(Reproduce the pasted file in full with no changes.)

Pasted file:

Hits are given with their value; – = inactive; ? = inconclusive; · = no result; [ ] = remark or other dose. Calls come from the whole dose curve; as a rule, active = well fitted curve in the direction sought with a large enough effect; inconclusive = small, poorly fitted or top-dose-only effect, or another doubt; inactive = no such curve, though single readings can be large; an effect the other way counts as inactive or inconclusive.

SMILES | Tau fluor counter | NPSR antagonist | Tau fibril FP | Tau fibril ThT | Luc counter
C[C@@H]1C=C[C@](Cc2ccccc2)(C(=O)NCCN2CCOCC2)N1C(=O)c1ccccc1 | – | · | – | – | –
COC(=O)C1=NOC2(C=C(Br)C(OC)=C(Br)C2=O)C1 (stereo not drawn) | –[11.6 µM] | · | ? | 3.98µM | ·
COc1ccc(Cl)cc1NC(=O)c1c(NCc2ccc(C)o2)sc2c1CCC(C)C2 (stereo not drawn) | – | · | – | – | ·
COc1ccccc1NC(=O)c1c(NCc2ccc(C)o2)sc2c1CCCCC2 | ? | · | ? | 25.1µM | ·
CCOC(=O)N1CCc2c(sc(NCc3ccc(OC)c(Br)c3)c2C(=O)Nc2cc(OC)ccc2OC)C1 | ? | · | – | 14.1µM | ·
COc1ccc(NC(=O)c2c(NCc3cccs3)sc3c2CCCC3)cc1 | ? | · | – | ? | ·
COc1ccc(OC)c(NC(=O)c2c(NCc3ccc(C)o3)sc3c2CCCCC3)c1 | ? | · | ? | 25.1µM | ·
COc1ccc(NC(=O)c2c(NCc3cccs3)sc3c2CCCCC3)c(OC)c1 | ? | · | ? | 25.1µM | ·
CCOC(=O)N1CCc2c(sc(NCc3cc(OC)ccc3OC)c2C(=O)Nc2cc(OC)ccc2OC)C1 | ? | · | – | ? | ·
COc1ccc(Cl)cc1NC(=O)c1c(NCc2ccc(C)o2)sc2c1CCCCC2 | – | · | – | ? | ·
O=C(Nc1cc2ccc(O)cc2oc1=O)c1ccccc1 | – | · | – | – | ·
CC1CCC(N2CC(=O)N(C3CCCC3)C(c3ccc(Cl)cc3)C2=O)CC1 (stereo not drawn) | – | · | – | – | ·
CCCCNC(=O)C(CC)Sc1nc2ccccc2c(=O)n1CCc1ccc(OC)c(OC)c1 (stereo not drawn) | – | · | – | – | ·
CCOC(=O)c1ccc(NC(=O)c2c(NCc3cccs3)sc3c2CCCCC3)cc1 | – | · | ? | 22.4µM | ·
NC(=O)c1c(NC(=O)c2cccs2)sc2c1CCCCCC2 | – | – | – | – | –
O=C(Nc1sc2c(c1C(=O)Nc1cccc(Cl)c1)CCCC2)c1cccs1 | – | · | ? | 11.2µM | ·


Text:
Hits are given with their value; – = inactive; ? = inconclusive; · = no result; [ ] = remark or other dose. Calls come from the whole dose curve; as a rule, active = well fitted curve in the direction sought with a large enough effect; inconclusive = small, poorly fitted or top-dose-only effect, or another doubt; inactive = no such curve, though single readings can be large; an effect the other way counts as inactive or inconclusive.

SMILES | Tau fluor counter | NPSR antagonist | Tau fibril FP | Tau fibril ThT | Luc counter
C[C@@H]1C=C[C@](Cc2ccccc2)(C(=O)NCCN2CCOCC2)N1C(=O)c1ccccc1 | – | · | – | – | –
COC(=O)C1=NOC2(C=C(Br)C(OC)=C(Br)C2=O)C1 (stereo not drawn) | –[11.6 µM] | · | ? | 3.98µM | ·
COc1ccc(Cl)cc1NC(=O)c1c(NCc2ccc(C)o2)sc2c1CCC(C)C2 (stereo not drawn) | – | · | – | – | ·
COc1ccccc1NC(=O)c1c(NCc2ccc(C)o2)sc2c1CCCCC2 | ? | · | ? | 25.1µM | ·
CCOC(=O)N1CCc2c(sc(NCc3ccc(OC)c(Br)c3)c2C(=O)Nc2cc(OC)ccc2OC)C1 | ? | · | – | 14.1µM | ·
COc1ccc(NC(=O)c2c(NCc3cccs3)sc3c2CCCC3)cc1 | ? | · | – | ? | ·
COc1ccc(OC)c(NC(=O)c2c(NCc3ccc(C)o3)sc3c2CCCCC3)c1 | ? | · | ? | 25.1µM | ·
COc1ccc(NC(=O)c2c(NCc3cccs3)sc3c2CCCCC3)c(OC)c1 | ? | · | ? | 25.1µM | ·
CCOC(=O)N1CCc2c(sc(NCc3cc(OC)ccc3OC)c2C(=O)Nc2cc(OC)ccc2OC)C1 | ? | · | – | ? | ·
COc1ccc(Cl)cc1NC(=O)c1c(NCc2ccc(C)o2)sc2c1CCCCC2 | – | · | – | ? | ·
O=C(Nc1cc2ccc(O)cc2oc1=O)c1ccccc1 | – | · | – | – | ·
CC1CCC(N2CC(=O)N(C3CCCC3)C(c3ccc(Cl)cc3)C2=O)CC1 (stereo not drawn) | – | · | – | – | ·
CCCCNC(=O)C(CC)Sc1nc2ccccc2c(=O)n1CCc1ccc(OC)c(OC)c1 (stereo not drawn) | – | · | – | – | ·
CCOC(=O)c1ccc(NC(=O)c2c(NCc3cccs3)sc3c2CCCCC3)cc1 | – | · | ? | 22.4µM | ·
NC(=O)c1c(NC(=O)c2cccs2)sc2c1CCCCCC2 | – | – | – | – | –
O=C(Nc1sc2c(c1C(=O)Nc1cccc(Cl)c1)CCCC2)c1cccs1 | – | · | ? | 11.2µM | ·